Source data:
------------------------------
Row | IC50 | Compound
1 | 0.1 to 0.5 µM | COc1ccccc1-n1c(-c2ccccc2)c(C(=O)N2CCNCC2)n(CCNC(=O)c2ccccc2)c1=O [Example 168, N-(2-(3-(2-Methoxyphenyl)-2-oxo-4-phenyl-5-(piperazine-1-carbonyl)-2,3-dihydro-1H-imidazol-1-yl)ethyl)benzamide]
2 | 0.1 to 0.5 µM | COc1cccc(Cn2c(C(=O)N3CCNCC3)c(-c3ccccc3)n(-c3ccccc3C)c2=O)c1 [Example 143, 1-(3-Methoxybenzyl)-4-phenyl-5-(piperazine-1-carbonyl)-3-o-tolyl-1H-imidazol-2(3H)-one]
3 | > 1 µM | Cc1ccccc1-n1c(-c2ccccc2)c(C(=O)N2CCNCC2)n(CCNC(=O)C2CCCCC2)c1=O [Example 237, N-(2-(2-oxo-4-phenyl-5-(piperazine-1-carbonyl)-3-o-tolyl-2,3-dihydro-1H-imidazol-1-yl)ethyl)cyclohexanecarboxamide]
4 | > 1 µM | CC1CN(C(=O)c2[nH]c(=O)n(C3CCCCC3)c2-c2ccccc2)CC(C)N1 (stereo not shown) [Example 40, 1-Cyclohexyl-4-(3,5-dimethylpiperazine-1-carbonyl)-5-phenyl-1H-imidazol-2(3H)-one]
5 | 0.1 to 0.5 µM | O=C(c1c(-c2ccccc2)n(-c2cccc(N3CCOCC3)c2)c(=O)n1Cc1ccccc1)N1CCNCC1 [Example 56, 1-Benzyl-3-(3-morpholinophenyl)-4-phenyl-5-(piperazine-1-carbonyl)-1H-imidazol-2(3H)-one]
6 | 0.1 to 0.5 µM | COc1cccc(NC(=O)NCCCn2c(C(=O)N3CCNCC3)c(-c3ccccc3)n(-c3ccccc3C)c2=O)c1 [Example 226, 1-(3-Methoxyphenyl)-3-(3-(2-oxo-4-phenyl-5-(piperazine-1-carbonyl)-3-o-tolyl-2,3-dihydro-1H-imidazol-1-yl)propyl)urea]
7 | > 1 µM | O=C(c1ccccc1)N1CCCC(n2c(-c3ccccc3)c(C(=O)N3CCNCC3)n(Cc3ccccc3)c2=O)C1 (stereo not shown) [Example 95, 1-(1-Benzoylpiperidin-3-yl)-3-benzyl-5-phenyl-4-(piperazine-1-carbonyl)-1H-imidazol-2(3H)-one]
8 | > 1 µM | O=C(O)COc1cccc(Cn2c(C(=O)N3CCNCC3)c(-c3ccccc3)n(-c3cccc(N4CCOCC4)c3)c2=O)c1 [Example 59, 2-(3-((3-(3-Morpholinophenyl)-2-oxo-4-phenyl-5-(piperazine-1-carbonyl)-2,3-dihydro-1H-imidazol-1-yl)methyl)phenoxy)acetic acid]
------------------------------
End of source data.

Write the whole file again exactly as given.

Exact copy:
Row | IC50 | Compound
1 | 0.1 to 0.5 µM | COc1ccccc1-n1c(-c2ccccc2)c(C(=O)N2CCNCC2)n(CCNC(=O)c2ccccc2)c1=O [Example 168, N-(2-(3-(2-Methoxyphenyl)-2-oxo-4-phenyl-5-(piperazine-1-carbonyl)-2,3-dihydro-1H-imidazol-1-yl)ethyl)benzamide]
2 | 0.1 to 0.5 µM | COc1cccc(Cn2c(C(=O)N3CCNCC3)c(-c3ccccc3)n(-c3ccccc3C)c2=O)c1 [Example 143, 1-(3-Methoxybenzyl)-4-phenyl-5-(piperazine-1-carbonyl)-3-o-tolyl-1H-imidazol-2(3H)-one]
3 | > 1 µM | Cc1ccccc1-n1c(-c2ccccc2)c(C(=O)N2CCNCC2)n(CCNC(=O)C2CCCCC2)c1=O [Example 237, N-(2-(2-oxo-4-phenyl-5-(piperazine-1-carbonyl)-3-o-tolyl-2,3-dihydro-1H-imidazol-1-yl)ethyl)cyclohexanecarboxamide]
4 | > 1 µM | CC1CN(C(=O)c2[nH]c(=O)n(C3CCCCC3)c2-c2ccccc2)CC(C)N1 (stereo not shown) [Example 40, 1-Cyclohexyl-4-(3,5-dimethylpiperazine-1-carbonyl)-5-phenyl-1H-imidazol-2(3H)-one]
5 | 0.1 to 0.5 µM | O=C(c1c(-c2ccccc2)n(-c2cccc(N3CCOCC3)c2)c(=O)n1Cc1ccccc1)N1CCNCC1 [Example 56, 1-Benzyl-3-(3-morpholinophenyl)-4-phenyl-5-(piperazine-1-carbonyl)-1H-imidazol-2(3H)-one]
6 | 0.1 to 0.5 µM | COc1cccc(NC(=O)NCCCn2c(C(=O)N3CCNCC3)c(-c3ccccc3)n(-c3ccccc3C)c2=O)c1 [Example 226, 1-(3-Methoxyphenyl)-3-(3-(2-oxo-4-phenyl-5-(piperazine-1-carbonyl)-3-o-tolyl-2,3-dihydro-1H-imidazol-1-yl)propyl)urea]
7 | > 1 µM | O=C(c1ccccc1)N1CCCC(n2c(-c3ccccc3)c(C(=O)N3CCNCC3)n(Cc3ccccc3)c2=O)C1 (stereo not shown) [Example 95, 1-(1-Benzoylpiperidin-3-yl)-3-benzyl-5-phenyl-4-(piperazine-1-carbonyl)-1H-imidazol-2(3H)-one]
8 | > 1 µM | O=C(O)COc1cccc(Cn2c(C(=O)N3CCNCC3)c(-c3ccccc3)n(-c3cccc(N4CCOCC4)c3)c2=O)c1 [Example 59, 2-(3-((3-(3-Morpholinophenyl)-2-oxo-4-phenyl-5-(piperazine-1-carbonyl)-2,3-dihydro-1H-imidazol-1-yl)methyl)phenoxy)acetic acid]